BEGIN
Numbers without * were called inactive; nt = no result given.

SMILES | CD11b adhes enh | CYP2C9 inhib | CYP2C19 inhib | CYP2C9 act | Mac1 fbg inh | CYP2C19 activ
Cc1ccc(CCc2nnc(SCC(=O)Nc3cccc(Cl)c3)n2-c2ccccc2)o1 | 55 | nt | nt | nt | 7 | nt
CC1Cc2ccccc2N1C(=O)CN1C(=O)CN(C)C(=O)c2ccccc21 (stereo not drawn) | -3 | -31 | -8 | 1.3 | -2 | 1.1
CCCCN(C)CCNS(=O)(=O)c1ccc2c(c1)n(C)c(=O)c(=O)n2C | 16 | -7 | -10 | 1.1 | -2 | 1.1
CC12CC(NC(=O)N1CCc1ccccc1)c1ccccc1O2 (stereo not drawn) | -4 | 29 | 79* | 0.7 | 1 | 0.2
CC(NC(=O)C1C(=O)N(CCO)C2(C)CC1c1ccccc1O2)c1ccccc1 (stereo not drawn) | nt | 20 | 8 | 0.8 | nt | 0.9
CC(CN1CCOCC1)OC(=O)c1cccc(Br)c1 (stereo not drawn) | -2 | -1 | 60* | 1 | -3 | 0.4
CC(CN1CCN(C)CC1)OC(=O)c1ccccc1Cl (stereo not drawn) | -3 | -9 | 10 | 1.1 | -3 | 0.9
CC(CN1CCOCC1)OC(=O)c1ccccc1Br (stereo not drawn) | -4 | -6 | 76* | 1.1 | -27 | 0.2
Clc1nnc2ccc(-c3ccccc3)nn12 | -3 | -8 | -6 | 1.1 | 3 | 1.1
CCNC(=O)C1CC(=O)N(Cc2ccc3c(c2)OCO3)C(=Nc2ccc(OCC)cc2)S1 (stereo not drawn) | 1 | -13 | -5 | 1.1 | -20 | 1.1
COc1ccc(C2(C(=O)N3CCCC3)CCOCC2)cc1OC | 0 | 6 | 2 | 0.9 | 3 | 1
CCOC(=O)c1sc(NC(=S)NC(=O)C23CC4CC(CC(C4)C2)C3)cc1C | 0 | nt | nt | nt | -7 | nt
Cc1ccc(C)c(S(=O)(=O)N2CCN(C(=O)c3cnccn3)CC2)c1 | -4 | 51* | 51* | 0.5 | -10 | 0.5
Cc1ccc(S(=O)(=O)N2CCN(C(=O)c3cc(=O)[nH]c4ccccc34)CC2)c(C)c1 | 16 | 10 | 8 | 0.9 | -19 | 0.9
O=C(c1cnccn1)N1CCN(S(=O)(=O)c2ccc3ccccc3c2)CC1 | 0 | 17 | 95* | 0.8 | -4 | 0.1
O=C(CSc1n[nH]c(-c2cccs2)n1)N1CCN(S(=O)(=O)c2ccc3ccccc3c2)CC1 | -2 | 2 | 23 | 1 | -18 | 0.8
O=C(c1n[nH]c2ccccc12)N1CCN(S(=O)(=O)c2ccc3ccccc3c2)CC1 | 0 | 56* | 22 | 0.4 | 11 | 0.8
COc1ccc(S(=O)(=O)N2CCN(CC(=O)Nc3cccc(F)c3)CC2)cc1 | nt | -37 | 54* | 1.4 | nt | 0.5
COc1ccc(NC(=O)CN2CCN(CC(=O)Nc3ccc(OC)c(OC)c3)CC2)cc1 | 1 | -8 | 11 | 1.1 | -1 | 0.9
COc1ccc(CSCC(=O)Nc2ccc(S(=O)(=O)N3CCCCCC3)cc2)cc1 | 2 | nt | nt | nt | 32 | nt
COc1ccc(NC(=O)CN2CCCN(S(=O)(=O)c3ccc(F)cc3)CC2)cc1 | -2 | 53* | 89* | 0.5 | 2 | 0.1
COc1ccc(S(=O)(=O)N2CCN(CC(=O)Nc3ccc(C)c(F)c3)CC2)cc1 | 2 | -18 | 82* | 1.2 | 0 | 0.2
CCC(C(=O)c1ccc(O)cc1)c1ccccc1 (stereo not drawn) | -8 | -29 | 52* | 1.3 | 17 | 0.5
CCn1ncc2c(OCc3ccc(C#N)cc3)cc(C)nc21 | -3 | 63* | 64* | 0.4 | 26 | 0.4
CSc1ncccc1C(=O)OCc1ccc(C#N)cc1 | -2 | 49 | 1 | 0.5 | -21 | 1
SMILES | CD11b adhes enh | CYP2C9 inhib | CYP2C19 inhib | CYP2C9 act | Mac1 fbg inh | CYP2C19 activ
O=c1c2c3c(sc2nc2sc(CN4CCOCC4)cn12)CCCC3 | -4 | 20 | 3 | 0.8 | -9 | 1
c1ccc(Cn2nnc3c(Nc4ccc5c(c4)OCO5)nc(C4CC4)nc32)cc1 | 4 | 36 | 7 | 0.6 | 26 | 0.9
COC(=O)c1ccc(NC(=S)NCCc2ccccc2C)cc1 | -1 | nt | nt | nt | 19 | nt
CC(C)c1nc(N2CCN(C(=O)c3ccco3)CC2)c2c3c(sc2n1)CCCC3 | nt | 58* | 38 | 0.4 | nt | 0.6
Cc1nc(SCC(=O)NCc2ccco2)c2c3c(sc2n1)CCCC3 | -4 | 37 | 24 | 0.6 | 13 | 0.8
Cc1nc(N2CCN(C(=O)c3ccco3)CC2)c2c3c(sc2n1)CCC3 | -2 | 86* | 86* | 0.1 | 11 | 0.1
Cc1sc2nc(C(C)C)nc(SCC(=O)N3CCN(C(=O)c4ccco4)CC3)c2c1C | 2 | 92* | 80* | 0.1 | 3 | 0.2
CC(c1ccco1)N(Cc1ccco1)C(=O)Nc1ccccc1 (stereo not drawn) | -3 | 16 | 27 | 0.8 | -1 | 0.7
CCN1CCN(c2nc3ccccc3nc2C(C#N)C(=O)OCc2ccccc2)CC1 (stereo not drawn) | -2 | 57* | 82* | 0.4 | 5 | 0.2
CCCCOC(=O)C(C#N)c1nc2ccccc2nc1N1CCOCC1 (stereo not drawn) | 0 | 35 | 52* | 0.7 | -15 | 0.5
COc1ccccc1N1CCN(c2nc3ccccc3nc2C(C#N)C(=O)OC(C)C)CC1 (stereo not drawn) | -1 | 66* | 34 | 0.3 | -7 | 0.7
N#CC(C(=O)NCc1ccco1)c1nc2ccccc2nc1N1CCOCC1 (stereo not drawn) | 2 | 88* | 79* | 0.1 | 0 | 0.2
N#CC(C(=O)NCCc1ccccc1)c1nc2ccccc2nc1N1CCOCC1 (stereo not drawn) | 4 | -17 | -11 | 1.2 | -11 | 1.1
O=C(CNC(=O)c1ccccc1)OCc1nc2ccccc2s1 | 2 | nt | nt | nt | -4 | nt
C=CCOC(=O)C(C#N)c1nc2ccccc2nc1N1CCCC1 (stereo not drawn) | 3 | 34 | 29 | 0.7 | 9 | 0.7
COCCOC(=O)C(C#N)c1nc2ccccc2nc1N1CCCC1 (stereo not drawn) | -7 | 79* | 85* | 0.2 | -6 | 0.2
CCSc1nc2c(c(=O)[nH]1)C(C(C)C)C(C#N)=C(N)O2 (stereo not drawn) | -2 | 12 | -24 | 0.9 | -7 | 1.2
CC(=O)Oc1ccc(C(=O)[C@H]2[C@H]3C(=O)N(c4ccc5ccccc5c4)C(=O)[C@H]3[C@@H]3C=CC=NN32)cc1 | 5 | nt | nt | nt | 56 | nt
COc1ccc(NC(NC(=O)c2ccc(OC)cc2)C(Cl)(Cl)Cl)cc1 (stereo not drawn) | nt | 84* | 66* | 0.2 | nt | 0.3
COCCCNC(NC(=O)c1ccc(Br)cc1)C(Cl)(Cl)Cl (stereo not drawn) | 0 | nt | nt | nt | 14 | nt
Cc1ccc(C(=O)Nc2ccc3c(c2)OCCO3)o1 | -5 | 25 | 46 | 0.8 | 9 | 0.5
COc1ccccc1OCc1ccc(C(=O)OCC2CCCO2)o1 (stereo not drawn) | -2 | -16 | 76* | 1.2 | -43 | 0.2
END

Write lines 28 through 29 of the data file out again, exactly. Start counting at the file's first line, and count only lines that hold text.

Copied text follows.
SMILES | CD11b adhes enh | CYP2C9 inhib | CYP2C19 inhib | CYP2C9 act | Mac1 fbg inh | CYP2C19 activ
O=c1c2c3c(sc2nc2sc(CN4CCOCC4)cn12)CCCC3 | -4 | 20 | 3 | 0.8 | -9 | 1